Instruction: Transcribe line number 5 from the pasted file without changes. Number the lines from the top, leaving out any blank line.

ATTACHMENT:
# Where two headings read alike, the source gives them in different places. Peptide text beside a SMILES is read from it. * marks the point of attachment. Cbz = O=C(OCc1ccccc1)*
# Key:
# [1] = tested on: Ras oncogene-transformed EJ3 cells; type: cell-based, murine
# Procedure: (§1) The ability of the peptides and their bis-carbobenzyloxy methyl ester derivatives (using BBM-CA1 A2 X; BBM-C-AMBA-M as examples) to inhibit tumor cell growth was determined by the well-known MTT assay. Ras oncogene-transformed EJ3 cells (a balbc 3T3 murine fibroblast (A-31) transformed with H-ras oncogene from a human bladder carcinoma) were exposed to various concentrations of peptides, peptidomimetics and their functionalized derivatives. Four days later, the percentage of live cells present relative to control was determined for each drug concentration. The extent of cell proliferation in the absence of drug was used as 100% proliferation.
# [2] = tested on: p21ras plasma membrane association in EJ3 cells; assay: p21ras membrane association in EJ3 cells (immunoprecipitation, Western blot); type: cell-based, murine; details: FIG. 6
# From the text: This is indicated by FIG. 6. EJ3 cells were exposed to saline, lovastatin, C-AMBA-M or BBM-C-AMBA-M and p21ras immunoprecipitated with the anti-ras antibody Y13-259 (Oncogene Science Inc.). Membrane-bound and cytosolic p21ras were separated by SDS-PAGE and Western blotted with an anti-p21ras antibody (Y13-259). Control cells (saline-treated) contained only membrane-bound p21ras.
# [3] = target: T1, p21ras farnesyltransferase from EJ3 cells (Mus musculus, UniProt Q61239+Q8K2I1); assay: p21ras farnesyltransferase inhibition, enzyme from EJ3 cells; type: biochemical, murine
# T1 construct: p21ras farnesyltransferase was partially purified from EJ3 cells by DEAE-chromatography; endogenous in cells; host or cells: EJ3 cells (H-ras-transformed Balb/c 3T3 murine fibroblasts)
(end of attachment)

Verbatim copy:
# [2] = tested on: p21ras plasma membrane association in EJ3 cells; assay: p21ras membrane association in EJ3 cells (immunoprecipitation, Western blot); type: cell-based, murine; details: FIG. 6